Many internet marketers take the time to create online sales letters and email campaigns, but then forget one important step: testing. All that hard work is useless if the main goal isn’t achieved. What’s the main goal? To convince as many readers as possible to click the buy now button.
One thing I’ve noticed time and again is that many internet marketers are snobbish. Wait now, let me explain. My primary occupation is as a ghostwriter, mostly for internet marketers and webmasters. When it comes to web usability, many internet marketers only care about the latest greatest technology. In other words, if you’re a user with an older or slower computer, then they don’t care about getting your business.
It makes more sense to create websites, online sales letters, and email campaigns that just about anyone can understand and follow. You may need to clearly label links with a “click here” graphic. Or you may need to include download instructions for something as simple as a PDF file.
Is testing really important?
Yes, it is. If you want to succeed at internet marketing, you have to create with the end user in mind. The usability of a website plays a major role in buying decisions. An important thing to remember is that people have different levels of computer knowledge.
You may spend a few hours a day using your computer. Maybe you regularly check your email, create websites, use forums, and so on. However, there are millions of people who are only casual computer users. They check their emails once a day if at all, are not interested in creating websites, and spend less than two hours per day online.
When creating a website, sales letter, or email campaign, you should keep the casual computer user in mind. Just because they don’t spend a lot of time online, doesn’t mean they don’t spend money there. The US Census Bureau reported that US e-commerce sales for early 2007 was a whopping $31.5 billion. The amount goes even higher when you figure in non-US sources.
If you want your share of that $31.5 billion, then you have to be accessible. The casual computer user should be able to easily navigate your website, comprehend your message, follow your instructions, act on your call to action, and make the purchase. You can make the process much easier by testing before going live.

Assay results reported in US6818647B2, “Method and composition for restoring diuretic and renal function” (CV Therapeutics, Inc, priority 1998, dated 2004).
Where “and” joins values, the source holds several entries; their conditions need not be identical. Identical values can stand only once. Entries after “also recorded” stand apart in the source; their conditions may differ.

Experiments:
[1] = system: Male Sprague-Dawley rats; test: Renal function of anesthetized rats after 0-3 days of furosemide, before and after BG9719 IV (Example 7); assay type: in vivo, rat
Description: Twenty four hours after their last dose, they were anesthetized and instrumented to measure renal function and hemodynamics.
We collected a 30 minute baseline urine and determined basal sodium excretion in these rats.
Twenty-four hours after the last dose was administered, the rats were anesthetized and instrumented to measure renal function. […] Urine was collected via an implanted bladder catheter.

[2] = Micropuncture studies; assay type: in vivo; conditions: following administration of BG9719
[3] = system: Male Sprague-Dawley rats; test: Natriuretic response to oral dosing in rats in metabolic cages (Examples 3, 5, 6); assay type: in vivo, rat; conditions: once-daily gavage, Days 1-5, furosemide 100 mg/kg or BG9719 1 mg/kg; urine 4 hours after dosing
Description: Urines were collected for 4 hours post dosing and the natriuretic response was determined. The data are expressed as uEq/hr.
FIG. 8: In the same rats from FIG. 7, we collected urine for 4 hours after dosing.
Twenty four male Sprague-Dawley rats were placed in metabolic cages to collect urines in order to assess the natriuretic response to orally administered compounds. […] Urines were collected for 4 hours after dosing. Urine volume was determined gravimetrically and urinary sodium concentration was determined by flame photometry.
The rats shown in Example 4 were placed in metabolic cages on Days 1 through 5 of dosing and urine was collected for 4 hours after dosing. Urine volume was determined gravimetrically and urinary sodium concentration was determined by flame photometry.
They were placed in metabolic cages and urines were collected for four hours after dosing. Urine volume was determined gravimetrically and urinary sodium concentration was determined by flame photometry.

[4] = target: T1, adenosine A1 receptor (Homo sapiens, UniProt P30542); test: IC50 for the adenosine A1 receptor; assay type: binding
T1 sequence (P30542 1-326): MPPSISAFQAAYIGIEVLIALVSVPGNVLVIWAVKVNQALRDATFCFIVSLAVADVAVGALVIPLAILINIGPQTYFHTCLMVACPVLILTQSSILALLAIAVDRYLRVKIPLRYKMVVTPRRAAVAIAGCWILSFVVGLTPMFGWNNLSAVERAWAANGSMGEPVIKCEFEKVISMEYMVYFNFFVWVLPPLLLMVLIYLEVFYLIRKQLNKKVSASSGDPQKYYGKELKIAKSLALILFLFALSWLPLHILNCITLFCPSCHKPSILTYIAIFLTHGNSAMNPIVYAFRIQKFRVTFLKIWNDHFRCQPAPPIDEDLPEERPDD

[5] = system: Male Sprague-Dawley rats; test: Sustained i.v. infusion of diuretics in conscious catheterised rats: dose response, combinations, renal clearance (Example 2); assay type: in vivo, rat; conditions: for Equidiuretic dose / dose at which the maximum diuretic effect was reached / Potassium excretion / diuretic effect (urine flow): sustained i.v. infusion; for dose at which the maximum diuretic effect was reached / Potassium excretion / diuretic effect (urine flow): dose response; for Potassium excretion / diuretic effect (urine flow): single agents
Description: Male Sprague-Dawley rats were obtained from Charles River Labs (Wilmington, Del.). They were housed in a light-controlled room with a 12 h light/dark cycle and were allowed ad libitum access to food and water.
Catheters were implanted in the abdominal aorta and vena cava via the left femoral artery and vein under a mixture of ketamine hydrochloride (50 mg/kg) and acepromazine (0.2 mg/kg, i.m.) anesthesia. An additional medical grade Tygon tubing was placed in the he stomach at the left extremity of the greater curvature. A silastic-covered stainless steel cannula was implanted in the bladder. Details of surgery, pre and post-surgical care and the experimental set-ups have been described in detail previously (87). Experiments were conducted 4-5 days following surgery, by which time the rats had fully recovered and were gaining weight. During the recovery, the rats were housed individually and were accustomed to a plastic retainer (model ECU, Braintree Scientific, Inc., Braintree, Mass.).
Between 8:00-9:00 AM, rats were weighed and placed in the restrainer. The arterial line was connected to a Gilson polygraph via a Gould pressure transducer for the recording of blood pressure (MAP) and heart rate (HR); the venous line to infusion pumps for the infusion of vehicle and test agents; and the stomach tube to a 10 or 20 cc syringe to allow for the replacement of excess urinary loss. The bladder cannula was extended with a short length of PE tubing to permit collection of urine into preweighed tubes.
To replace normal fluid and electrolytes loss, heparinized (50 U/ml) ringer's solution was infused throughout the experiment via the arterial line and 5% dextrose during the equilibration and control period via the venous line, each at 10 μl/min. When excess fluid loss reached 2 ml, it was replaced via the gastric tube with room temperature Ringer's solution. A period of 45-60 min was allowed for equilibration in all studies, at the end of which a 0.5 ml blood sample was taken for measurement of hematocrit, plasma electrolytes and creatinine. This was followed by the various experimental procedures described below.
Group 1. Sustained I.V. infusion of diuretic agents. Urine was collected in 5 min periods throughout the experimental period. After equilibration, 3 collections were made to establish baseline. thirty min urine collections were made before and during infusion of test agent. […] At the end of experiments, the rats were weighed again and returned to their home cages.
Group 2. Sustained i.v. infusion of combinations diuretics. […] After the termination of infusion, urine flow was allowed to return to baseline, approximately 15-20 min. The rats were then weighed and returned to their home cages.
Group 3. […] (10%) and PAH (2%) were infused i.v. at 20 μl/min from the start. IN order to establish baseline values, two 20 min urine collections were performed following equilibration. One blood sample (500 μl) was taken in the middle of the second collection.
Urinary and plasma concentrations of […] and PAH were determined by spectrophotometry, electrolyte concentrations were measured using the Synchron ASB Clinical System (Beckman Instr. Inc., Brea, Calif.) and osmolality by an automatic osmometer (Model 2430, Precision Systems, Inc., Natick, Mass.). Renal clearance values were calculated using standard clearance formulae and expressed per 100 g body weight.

Before launching your next big email campaign, check for usability. Remember, what’s easy to you may be hard for someone else. Get two or three casual computer users and let them test drive your campaign. Most families have a few people who are computer novices, so it shouldn’t be hard to find someone.
Send the testers to your capture page, and let them sign up to receive your email series. It’s important that they follow the steps the same as your visitors will. If any part of the process is unclear, then you’ll know it based on the testers.
Some questions to ask include:
1. Are the instructions on the capture page clear?
2. Are all links clearly marked?
3. Do the testers know exactly what to expect?
4. Do the testers know to expect a confirmation email? Was the confirmation received?
6. Do the links in the confirmation email work? This includes the unsubscribe link.
7. If you provided a download, are the download instructions stated clearly?
8. Does the download link work properly?
9. Were the messages in your series sent in the correct order? Were they sent at all?
These are only a few things to consider when testing the usability of your email campaign. Some of them may not apply to your situation. Or maybe you can think of a few more. Just remember to make things as easy as possible.
Online sales letters
Most internet marketers know the importance of a well written sales letter. Your sales letter can often determine if you have a $5000 month or a $50 month. This is another area in which usability testing is important. Once again, you’ll need two or three casual computer users to help you out. They’ll need to view your sales page from the point of view of prospective customers.
The first thing to do before unleashing your sales letter on the testers is get it proofread. Have someone carefully check for careless mistakes, like spelling errors, incorrect wording, weird paragraph breaks, and missing information. It’s not a good idea to proofread it yourself because you know what to expect. Even if a word is missing or spelled wrong, you may automatically see what you intended to write.
When the sales letter is solid, turn your attention to the actual website. Have your testers evaluate the sales letter and website. Some questions to answer include:
1. Are the images appealing?
2. Are there distracting elements that draw attention away from the message?
3. Does the font look good on screen? Is it easy to read?
4. Is the website easy to navigate?
5. Is the purchase button operational and clearly visible?
6. If it’s a digital product, does the download work correctly?
7. Does the website display correctly on various browsers?
Using the results
Give yourself four stars and a pat on the back if there were no problems with your sales letter or email campaign. If there were problems, make sure to address them before moving forward. If the testers found problems, then other people will too. Remember, you want to get your information across as easily and quickly as possible.